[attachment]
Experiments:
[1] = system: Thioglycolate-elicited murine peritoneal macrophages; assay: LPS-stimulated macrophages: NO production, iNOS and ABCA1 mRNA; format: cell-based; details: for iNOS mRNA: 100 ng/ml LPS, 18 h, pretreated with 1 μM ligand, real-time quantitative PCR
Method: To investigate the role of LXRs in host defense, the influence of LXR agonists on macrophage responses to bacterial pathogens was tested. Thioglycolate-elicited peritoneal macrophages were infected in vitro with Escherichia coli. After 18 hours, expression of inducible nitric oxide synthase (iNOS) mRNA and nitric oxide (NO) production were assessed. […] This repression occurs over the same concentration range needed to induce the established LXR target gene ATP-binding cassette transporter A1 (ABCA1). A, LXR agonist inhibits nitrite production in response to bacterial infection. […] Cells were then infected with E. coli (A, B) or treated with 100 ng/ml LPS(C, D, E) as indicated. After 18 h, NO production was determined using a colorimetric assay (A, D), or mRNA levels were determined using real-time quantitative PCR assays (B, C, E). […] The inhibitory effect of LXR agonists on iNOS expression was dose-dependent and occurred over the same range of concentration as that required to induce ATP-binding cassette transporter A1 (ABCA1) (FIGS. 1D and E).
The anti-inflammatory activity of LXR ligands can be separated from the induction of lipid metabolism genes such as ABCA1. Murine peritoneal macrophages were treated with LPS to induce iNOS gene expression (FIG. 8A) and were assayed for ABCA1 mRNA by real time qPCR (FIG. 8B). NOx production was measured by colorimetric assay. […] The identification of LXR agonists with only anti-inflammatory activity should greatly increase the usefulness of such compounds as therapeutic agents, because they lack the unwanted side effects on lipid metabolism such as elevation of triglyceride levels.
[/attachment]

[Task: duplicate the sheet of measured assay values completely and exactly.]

Experiments:
[1] = system: Thioglycolate-elicited murine peritoneal macrophages; assay: LPS-stimulated macrophages: NO production, iNOS and ABCA1 mRNA; format: cell-based; details: for iNOS mRNA: 100 ng/ml LPS, 18 h, pretreated with 1 μM ligand, real-time quantitative PCR
Method: To investigate the role of LXRs in host defense, the influence of LXR agonists on macrophage responses to bacterial pathogens was tested. Thioglycolate-elicited peritoneal macrophages were infected in vitro with Escherichia coli. After 18 hours, expression of inducible nitric oxide synthase (iNOS) mRNA and nitric oxide (NO) production were assessed. […] This repression occurs over the same concentration range needed to induce the established LXR target gene ATP-binding cassette transporter A1 (ABCA1). A, LXR agonist inhibits nitrite production in response to bacterial infection. […] Cells were then infected with E. coli (A, B) or treated with 100 ng/ml LPS(C, D, E) as indicated. After 18 h, NO production was determined using a colorimetric assay (A, D), or mRNA levels were determined using real-time quantitative PCR assays (B, C, E). […] The inhibitory effect of LXR agonists on iNOS expression was dose-dependent and occurred over the same range of concentration as that required to induce ATP-binding cassette transporter A1 (ABCA1) (FIGS. 1D and E).
The anti-inflammatory activity of LXR ligands can be separated from the induction of lipid metabolism genes such as ABCA1. Murine peritoneal macrophages were treated with LPS to induce iNOS gene expression (FIG. 8A) and were assayed for ABCA1 mRNA by real time qPCR (FIG. 8B). NOx production was measured by colorimetric assay. […] The identification of LXR agonists with only anti-inflammatory activity should greatly increase the usefulness of such compounds as therapeutic agents, because they lack the unwanted side effects on lipid metabolism such as elevation of triglyceride levels.